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    GnomePirate

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    eek Morality, Paladin in the Party, help.

    Hello, I'm looking for some other perspectives on a morality matter in a miserable attempt to offset my personal biases.

    Campaign flavour:

    - I am not the DM. The DM is new to DM'ing and wants to ensure all have a good time while maintaining role-playing-quality along with character and campaign consistency.

    - The DM is running a campaign where alignments can and do change and there are absolute forces of Good and Evil (capital G and E).

    - Monsters with half a brain often have character levels.

    Long story relatively short:

    The party previously encountered a goblin camp and the players from a more traditional D&D setting instantly kick off, killing the naughty evil. There's some confusion over who exactly started what and how (They were waiting for us!) and some of the goblins escaped.

    While returning from an epic mission of bat feces collection, the party encountered a lone Goblin. The CG Crusader gave the little critter a no-nonsense stare and intimidated some sense into said goblin.

    An hour or so later, on their way back to a suspected wizard and a fallen comrade, the party are stopped by a well equipped goblin and his well equipped goblin friends/cousins/misc.

    Well equipped goblin claimed the party had murdered his brother. CG Crusader tried to negotiate. Paladin walks over to well equipped goblin in an attempt to punch him - it should be noted that said Paladin has Monk levels and fights unarmed.

    A fight kicks off. The party are the clear victors with the primary well equipped goblin being slowly grapple-chocked to death by the Paladin.

    After 2 rounds of minimal damage, the CG Crusader suggests that, as the party have obviously bested the little chap and his pals, they could take him captive and find out where/if there are other goblin camps in the area and what they're up to.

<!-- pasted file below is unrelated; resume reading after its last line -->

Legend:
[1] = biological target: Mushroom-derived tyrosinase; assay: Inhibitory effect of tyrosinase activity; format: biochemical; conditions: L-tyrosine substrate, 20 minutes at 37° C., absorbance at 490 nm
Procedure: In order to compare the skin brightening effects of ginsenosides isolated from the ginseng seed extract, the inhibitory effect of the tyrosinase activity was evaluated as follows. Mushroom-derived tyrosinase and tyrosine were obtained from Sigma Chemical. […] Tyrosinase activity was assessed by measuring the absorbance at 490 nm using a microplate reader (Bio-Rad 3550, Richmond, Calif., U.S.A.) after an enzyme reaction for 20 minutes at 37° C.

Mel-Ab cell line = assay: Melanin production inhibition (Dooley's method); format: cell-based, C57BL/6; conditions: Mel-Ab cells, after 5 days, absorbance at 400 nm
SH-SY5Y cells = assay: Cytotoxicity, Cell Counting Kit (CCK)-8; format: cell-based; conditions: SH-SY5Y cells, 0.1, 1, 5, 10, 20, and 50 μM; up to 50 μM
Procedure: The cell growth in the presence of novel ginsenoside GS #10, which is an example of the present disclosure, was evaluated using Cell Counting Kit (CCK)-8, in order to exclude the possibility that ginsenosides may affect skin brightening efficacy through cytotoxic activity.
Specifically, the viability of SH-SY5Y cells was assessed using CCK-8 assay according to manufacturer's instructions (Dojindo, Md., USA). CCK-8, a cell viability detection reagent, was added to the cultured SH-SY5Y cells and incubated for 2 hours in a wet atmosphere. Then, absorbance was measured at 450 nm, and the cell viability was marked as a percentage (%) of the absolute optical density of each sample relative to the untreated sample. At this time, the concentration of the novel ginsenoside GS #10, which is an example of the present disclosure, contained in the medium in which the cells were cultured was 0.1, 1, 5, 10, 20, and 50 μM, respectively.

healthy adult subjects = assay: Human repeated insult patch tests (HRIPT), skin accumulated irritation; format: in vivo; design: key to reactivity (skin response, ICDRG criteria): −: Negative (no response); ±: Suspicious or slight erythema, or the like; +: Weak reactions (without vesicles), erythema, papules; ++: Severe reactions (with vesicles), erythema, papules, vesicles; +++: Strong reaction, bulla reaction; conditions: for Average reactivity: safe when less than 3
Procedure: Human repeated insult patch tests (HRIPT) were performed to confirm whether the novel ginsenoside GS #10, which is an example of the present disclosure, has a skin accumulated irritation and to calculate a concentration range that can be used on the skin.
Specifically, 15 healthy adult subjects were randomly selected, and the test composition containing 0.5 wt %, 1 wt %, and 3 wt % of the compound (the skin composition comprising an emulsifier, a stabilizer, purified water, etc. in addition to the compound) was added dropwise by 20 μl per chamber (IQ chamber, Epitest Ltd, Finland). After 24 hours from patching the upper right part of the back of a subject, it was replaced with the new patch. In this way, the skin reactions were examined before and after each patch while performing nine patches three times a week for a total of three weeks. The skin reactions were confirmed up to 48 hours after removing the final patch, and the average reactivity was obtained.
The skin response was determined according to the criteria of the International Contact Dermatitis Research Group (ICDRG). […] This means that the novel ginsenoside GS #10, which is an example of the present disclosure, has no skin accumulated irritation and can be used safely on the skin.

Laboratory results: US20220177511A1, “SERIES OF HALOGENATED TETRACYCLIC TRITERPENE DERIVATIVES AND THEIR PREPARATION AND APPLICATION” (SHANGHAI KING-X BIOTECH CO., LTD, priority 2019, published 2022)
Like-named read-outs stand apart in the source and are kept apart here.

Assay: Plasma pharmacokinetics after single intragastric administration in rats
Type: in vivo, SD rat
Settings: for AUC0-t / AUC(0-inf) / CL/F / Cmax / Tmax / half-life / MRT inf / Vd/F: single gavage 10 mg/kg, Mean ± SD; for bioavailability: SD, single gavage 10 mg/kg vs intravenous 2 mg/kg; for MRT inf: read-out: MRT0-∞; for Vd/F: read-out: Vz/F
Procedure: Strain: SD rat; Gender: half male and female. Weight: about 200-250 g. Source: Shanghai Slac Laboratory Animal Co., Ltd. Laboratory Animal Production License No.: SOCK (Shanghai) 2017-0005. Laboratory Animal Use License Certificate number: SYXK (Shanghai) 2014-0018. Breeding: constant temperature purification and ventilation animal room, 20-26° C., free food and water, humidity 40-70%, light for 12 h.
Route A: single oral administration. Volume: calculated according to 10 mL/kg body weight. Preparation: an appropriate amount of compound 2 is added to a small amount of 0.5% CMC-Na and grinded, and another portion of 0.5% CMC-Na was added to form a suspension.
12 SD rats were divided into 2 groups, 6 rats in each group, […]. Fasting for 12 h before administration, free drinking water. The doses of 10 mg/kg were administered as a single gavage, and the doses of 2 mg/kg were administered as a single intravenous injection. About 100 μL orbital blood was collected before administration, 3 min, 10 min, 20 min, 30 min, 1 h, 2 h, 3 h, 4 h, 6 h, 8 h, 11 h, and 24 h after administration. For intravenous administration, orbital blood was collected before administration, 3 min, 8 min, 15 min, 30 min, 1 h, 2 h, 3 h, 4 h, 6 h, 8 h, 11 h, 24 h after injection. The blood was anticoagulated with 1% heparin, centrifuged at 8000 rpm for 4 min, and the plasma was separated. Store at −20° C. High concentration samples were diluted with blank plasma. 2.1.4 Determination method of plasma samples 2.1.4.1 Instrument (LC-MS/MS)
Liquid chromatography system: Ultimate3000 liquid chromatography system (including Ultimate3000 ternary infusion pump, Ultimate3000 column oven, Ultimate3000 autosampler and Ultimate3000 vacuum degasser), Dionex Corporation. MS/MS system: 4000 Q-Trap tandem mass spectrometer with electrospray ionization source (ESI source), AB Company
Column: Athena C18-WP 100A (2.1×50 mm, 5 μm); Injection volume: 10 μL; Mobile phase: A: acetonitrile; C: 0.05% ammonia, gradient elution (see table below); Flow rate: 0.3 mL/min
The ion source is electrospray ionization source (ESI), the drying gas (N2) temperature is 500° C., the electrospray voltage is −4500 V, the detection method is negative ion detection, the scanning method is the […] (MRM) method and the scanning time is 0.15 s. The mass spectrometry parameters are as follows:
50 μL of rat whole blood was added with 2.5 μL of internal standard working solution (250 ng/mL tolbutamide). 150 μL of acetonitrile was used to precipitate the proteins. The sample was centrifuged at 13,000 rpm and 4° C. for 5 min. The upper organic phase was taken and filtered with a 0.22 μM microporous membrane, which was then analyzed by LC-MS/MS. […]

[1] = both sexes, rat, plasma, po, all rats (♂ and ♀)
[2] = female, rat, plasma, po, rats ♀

Paladin continues to slowly strange well equipped goblin.

    CG Crusader continues to press the issue, mentioning that the party have clearly won. Paladin says something along the lines of 'They started it.' and 'What do you suggest, we take it with us? That's crazy talk.'

    Paladin continues to slowly strange well equipped goblin.

    Goblin is taking ages to die.

    Paladin finally strangles well equipped goblin into unconsciousness.

    Then, Paladin snaps its neck.

    CG Crusader claims the Paladin wasn't being very.. nice.

    Paladin points out that he'd challenged well equipped goblin to single combat (while striking him). In essence, the Paladin claimed that it was a Lawful contract so killing the goblin was a lawful action and, essentially, ''They started it - I ended it.''

    Other party members now chime in with '...but you're also.. good, right?'

    Paladin suggests that any other course of action would have been 'stupid'.

    Barbarian agrees.

    ::

    So, a classic morality mess. Is the Paladin being.. a Paladin?

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    To my mind, he's.. simply put.. not being very 'good'. I have no problem with the fight kick off and the bodies hitting the floor. However, after we've clearly one and the enemy is at our mercy, a slow death by strangulation followed by a summary neck snap seems kinda harsh.

    ..but hey, perhaps he's an avenging bad ass holy type.

    ..but would a zealot, killing all, even those at their mercy, be good?

    Effective, yes...

    I guess you don't have to be nice to be good.

    o_o




    Last edited by O.L.Scudmungus; 2012-11-17 at 07:43 AM.

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    GreataxeFighterGuy

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    Default Re: Morality, Paladin in the Party, help.

    Depends on how absolute morality is in the setting. You say that Good and Evil are very real forces. Are goblins irredeemably evil?

    Though by inflicting unnecessary pain on a helpless creature, the paladin is definitely not being Good here. Without absolute morality, it could easily be considered evil. And whether it's lawful I have absolutely no idea.

    So here you've got a creepy paladin who gladly inflicts pain on helpless creatures. You could simply say he's a fallen paladin now, but you could also use this as a great source of roleplaying and character growth.